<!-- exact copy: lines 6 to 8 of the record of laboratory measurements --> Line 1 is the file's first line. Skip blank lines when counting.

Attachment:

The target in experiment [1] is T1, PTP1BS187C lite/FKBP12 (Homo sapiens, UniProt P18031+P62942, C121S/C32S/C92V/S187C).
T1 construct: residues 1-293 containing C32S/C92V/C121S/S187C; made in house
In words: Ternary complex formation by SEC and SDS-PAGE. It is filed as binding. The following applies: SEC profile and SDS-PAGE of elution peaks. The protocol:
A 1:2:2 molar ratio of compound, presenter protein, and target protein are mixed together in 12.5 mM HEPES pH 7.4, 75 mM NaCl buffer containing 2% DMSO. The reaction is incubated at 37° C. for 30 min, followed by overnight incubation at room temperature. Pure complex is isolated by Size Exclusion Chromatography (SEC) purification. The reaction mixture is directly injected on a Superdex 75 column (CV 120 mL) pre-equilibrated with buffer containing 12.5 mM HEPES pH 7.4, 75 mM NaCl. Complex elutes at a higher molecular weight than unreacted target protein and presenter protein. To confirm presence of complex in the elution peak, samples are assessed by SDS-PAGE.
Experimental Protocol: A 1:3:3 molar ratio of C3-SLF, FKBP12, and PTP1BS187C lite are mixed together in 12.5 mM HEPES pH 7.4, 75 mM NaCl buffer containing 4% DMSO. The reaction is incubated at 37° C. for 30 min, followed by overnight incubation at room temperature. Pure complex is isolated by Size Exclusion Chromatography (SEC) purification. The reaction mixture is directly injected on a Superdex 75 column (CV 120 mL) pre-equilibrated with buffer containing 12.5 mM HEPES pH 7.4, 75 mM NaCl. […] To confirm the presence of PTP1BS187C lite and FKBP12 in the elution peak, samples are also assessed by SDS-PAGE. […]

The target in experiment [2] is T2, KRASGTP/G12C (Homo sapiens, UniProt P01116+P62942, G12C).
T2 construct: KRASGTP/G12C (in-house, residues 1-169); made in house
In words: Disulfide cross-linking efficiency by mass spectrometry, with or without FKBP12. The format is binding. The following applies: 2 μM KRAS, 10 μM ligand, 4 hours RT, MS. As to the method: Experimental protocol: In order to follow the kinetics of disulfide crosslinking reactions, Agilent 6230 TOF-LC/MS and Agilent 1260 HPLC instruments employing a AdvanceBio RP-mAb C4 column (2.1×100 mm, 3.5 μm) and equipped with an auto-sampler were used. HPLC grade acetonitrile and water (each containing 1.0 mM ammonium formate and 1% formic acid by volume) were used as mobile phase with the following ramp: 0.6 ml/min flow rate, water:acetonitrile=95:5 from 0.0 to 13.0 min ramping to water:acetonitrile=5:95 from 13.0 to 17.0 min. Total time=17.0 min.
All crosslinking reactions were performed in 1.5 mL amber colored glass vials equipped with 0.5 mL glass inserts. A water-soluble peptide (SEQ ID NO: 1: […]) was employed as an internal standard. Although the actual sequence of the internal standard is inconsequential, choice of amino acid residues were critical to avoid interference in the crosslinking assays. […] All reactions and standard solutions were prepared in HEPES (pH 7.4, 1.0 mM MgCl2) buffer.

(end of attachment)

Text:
The target in experiment [2] is T2, KRASGTP/G12C (Homo sapiens, UniProt P01116+P62942, G12C).
T2 construct: KRASGTP/G12C (in-house, residues 1-169); made in house
In words: Disulfide cross-linking efficiency by mass spectrometry, with or without FKBP12. The format is binding. The following applies: 2 μM KRAS, 10 μM ligand, 4 hours RT, MS. As to the method: Experimental protocol: In order to follow the kinetics of disulfide crosslinking reactions, Agilent 6230 TOF-LC/MS and Agilent 1260 HPLC instruments employing a AdvanceBio RP-mAb C4 column (2.1×100 mm, 3.5 μm) and equipped with an auto-sampler were used. HPLC grade acetonitrile and water (each containing 1.0 mM ammonium formate and 1% formic acid by volume) were used as mobile phase with the following ramp: 0.6 ml/min flow rate, water:acetonitrile=95:5 from 0.0 to 13.0 min ramping to water:acetonitrile=5:95 from 13.0 to 17.0 min. Total time=17.0 min.